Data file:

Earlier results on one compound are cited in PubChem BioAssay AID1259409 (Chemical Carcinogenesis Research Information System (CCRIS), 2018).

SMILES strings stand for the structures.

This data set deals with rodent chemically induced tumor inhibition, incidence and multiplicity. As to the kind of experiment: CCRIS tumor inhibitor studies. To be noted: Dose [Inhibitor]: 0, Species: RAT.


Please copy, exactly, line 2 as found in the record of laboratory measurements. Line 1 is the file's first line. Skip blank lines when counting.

SMILES strings stand for the structures.